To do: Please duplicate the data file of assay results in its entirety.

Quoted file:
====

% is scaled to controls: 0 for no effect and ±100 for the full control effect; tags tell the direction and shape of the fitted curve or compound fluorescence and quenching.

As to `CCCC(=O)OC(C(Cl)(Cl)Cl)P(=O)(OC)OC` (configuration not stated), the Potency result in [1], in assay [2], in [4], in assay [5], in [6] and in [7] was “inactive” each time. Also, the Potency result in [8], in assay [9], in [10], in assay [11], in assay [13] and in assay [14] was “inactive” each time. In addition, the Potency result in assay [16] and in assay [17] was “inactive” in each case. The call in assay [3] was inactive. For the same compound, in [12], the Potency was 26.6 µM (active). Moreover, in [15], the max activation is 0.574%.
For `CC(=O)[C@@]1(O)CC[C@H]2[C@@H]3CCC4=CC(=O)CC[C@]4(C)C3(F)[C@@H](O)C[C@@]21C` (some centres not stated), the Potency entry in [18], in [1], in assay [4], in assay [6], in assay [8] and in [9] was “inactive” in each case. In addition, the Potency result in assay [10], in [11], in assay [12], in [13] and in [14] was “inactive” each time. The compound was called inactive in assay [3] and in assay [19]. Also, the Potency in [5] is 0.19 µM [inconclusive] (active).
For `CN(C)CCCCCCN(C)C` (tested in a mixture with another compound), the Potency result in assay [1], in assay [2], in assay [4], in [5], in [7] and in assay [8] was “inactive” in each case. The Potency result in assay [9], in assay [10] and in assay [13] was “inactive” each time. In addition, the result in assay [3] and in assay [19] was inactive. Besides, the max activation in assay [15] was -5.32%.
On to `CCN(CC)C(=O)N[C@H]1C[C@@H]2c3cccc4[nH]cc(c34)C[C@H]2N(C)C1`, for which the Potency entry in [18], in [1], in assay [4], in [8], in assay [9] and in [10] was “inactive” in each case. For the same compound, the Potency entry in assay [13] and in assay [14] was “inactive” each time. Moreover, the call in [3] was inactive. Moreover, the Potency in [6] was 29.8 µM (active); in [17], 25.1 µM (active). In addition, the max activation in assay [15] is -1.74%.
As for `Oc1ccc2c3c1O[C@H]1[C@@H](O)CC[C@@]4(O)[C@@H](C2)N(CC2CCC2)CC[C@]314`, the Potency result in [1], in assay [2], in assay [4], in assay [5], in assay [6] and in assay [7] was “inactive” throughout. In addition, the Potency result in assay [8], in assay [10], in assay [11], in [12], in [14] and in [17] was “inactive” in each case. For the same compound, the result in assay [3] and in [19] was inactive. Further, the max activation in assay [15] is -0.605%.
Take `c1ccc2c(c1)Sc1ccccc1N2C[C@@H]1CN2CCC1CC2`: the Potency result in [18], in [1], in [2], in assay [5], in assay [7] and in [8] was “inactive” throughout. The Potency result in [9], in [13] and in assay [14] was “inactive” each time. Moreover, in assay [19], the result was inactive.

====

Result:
% is scaled to controls: 0 for no effect and ±100 for the full control effect; tags tell the direction and shape of the fitted curve or compound fluorescence and quenching.

As to `CCCC(=O)OC(C(Cl)(Cl)Cl)P(=O)(OC)OC` (configuration not stated), the Potency result in [1], in assay [2], in [4], in assay [5], in [6] and in [7] was “inactive” each time. Also, the Potency result in [8], in assay [9], in [10], in assay [11], in assay [13] and in assay [14] was “inactive” each time. In addition, the Potency result in assay [16] and in assay [17] was “inactive” in each case. The call in assay [3] was inactive. For the same compound, in [12], the Potency was 26.6 µM (active). Moreover, in [15], the max activation is 0.574%.
For `CC(=O)[C@@]1(O)CC[C@H]2[C@@H]3CCC4=CC(=O)CC[C@]4(C)C3(F)[C@@H](O)C[C@@]21C` (some centres not stated), the Potency entry in [18], in [1], in assay [4], in assay [6], in assay [8] and in [9] was “inactive” in each case. In addition, the Potency result in assay [10], in [11], in assay [12], in [13] and in [14] was “inactive” each time. The compound was called inactive in assay [3] and in assay [19]. Also, the Potency in [5] is 0.19 µM [inconclusive] (active).
For `CN(C)CCCCCCN(C)C` (tested in a mixture with another compound), the Potency result in assay [1], in assay [2], in assay [4], in [5], in [7] and in assay [8] was “inactive” in each case. The Potency result in assay [9], in assay [10] and in assay [13] was “inactive” each time. In addition, the result in assay [3] and in assay [19] was inactive. Besides, the max activation in assay [15] was -5.32%.
On to `CCN(CC)C(=O)N[C@H]1C[C@@H]2c3cccc4[nH]cc(c34)C[C@H]2N(C)C1`, for which the Potency entry in [18], in [1], in assay [4], in [8], in assay [9] and in [10] was “inactive” in each case. For the same compound, the Potency entry in assay [13] and in assay [14] was “inactive” each time. Moreover, the call in [3] was inactive. Moreover, the Potency in [6] was 29.8 µM (active); in [17], 25.1 µM (active). In addition, the max activation in assay [15] is -1.74%.
As for `Oc1ccc2c3c1O[C@H]1[C@@H](O)CC[C@@]4(O)[C@@H](C2)N(CC2CCC2)CC[C@]314`, the Potency result in [1], in assay [2], in assay [4], in assay [5], in assay [6] and in assay [7] was “inactive” throughout. In addition, the Potency result in assay [8], in assay [10], in assay [11], in [12], in [14] and in [17] was “inactive” in each case. For the same compound, the result in assay [3] and in [19] was inactive. Further, the max activation in assay [15] is -0.605%.
Take `c1ccc2c(c1)Sc1ccccc1N2C[C@@H]1CN2CCC1CC2`: the Potency result in [18], in [1], in [2], in assay [5], in assay [7] and in [8] was “inactive” throughout. The Potency result in [9], in [13] and in assay [14] was “inactive” each time. Moreover, in assay [19], the result was inactive.